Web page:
Proper Sprint Mechanics

Proper sprint mechanics will lead to better conditioning and cause less injury.

Proper sprint mechanics refers to the body's position during sprinting. Below are some general guidelines that will assist athletes in achieving proper mechanics.

Arm Action:
Arm action is critical in relation to sprint performance. The arms work in opposition to the legs. When the left arm goes forward the right leg goes forward and vice-versa. The shoulders are completely relaxed with the swing coming from the shoulder joint. The shoulders stay square to the direction of the run. The swing is powerful but relaxed. On the upswing, the hand rises to a point just in front of the chin and inside of the shoulder.

The arm angle is about 90 degrees or slightly less. During the downswing, a straightening of the elbow corresponds with the longer lever of the driving leg. When the arm swings down it will open slightly as it should be next to the thigh. The elbows remain close to the body. Very important again, do not force or tense shoulders or arms. Arm action precedes leg action. As the arms move faster the legs move faster.

Body Lean:
*Note body lean comes from the ground and not from the waist.

The lean is a result of displacing the center of gravity in the direction you are sprinting. Leaning by bending the waist is detrimental to proper mechanics. During the acceleration phase the body has a slight lean. At maximum velocity the torso should be close to erect. Athletes need to concentrate on complete extension of the hip and knee joint as the foot pulls the hips over and high knee pickup of the recovery leg.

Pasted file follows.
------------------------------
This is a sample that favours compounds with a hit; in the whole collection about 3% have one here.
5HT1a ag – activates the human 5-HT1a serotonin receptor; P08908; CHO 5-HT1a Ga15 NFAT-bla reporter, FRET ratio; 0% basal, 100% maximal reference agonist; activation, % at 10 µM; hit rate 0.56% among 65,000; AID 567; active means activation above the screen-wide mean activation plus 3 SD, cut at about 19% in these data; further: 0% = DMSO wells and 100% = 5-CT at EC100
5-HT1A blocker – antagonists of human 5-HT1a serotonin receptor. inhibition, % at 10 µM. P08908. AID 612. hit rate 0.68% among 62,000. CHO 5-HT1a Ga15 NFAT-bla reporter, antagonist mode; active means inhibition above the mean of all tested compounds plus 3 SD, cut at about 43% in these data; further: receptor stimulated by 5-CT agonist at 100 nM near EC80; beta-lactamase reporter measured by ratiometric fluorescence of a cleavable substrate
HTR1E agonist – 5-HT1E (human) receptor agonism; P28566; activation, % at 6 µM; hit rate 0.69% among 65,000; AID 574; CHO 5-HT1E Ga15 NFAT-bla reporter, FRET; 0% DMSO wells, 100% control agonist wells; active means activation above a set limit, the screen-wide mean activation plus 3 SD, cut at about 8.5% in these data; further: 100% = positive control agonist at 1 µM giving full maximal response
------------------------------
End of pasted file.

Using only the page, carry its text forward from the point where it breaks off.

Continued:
Head position:
The head should be in line with the torso and the torso is in line with the legs at all times. The head remains in a static position. Do not sway the head. The jaw remains loose and relaxed. Do not bite down or clinch your teeth while sprinting.

Foot contact:
Do not run on toes. The toes have no power or stability. Remain on the balls of the feet and push against the ground. Do not reach for the ground. The recovery leg lands underneath the hip. If the foot lands in front of the hips, this will decelerate the athlete.

Leg action:
The foot maintains a dorsiflexed position except when the foot makes contact with the ground. The drive leg is fully extended while the recovery leg is shortened as it passes by the knee. This creates a shorter lever which moves faster. The recovery leg lands underneath the hips.

Read more of Coach Hale's articles at or